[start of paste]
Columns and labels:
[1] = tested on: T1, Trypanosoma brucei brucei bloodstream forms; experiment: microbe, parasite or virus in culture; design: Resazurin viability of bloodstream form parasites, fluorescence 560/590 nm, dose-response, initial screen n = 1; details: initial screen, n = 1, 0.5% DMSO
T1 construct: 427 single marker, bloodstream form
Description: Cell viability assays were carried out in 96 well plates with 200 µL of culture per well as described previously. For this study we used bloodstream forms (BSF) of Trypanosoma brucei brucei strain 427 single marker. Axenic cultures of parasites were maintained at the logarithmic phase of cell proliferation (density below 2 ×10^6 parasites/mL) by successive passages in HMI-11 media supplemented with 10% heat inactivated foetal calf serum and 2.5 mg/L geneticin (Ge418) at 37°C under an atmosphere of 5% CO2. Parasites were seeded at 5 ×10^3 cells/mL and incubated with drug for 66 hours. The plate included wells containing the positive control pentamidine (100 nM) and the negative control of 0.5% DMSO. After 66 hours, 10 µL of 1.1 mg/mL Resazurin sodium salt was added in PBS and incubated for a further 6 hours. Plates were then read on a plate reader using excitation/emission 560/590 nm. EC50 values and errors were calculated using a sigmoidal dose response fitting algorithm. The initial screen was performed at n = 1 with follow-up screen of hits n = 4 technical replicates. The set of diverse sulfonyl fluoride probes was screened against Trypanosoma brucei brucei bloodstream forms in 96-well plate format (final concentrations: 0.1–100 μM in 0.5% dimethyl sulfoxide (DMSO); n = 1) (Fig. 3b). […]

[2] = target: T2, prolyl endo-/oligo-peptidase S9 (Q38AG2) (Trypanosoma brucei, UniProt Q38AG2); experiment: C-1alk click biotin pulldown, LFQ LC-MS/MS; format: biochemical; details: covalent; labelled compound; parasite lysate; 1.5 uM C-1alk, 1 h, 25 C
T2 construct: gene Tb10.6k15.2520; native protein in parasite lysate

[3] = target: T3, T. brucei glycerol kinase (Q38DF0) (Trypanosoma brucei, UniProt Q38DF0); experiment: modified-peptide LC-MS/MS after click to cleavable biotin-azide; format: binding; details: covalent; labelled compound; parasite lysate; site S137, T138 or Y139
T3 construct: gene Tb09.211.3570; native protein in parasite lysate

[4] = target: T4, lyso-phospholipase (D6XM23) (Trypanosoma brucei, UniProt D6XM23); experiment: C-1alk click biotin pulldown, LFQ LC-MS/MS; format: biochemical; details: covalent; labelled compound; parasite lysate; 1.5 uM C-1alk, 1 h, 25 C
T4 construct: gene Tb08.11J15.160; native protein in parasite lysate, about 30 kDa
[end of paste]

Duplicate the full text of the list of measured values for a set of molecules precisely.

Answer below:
Columns and labels:
[1] = tested on: T1, Trypanosoma brucei brucei bloodstream forms; experiment: microbe, parasite or virus in culture; design: Resazurin viability of bloodstream form parasites, fluorescence 560/590 nm, dose-response, initial screen n = 1; details: initial screen, n = 1, 0.5% DMSO
T1 construct: 427 single marker, bloodstream form
Description: Cell viability assays were carried out in 96 well plates with 200 µL of culture per well as described previously. For this study we used bloodstream forms (BSF) of Trypanosoma brucei brucei strain 427 single marker. Axenic cultures of parasites were maintained at the logarithmic phase of cell proliferation (density below 2 ×10^6 parasites/mL) by successive passages in HMI-11 media supplemented with 10% heat inactivated foetal calf serum and 2.5 mg/L geneticin (Ge418) at 37°C under an atmosphere of 5% CO2. Parasites were seeded at 5 ×10^3 cells/mL and incubated with drug for 66 hours. The plate included wells containing the positive control pentamidine (100 nM) and the negative control of 0.5% DMSO. After 66 hours, 10 µL of 1.1 mg/mL Resazurin sodium salt was added in PBS and incubated for a further 6 hours. Plates were then read on a plate reader using excitation/emission 560/590 nm. EC50 values and errors were calculated using a sigmoidal dose response fitting algorithm. The initial screen was performed at n = 1 with follow-up screen of hits n = 4 technical replicates. The set of diverse sulfonyl fluoride probes was screened against Trypanosoma brucei brucei bloodstream forms in 96-well plate format (final concentrations: 0.1–100 μM in 0.5% dimethyl sulfoxide (DMSO); n = 1) (Fig. 3b). […]

[2] = target: T2, prolyl endo-/oligo-peptidase S9 (Q38AG2) (Trypanosoma brucei, UniProt Q38AG2); experiment: C-1alk click biotin pulldown, LFQ LC-MS/MS; format: biochemical; details: covalent; labelled compound; parasite lysate; 1.5 uM C-1alk, 1 h, 25 C
T2 construct: gene Tb10.6k15.2520; native protein in parasite lysate

[3] = target: T3, T. brucei glycerol kinase (Q38DF0) (Trypanosoma brucei, UniProt Q38DF0); experiment: modified-peptide LC-MS/MS after click to cleavable biotin-azide; format: binding; details: covalent; labelled compound; parasite lysate; site S137, T138 or Y139
T3 construct: gene Tb09.211.3570; native protein in parasite lysate

[4] = target: T4, lyso-phospholipase (D6XM23) (Trypanosoma brucei, UniProt D6XM23); experiment: C-1alk click biotin pulldown, LFQ LC-MS/MS; format: biochemical; details: covalent; labelled compound; parasite lysate; 1.5 uM C-1alk, 1 h, 25 C
T4 construct: gene Tb08.11J15.160; native protein in parasite lysate, about 30 kDa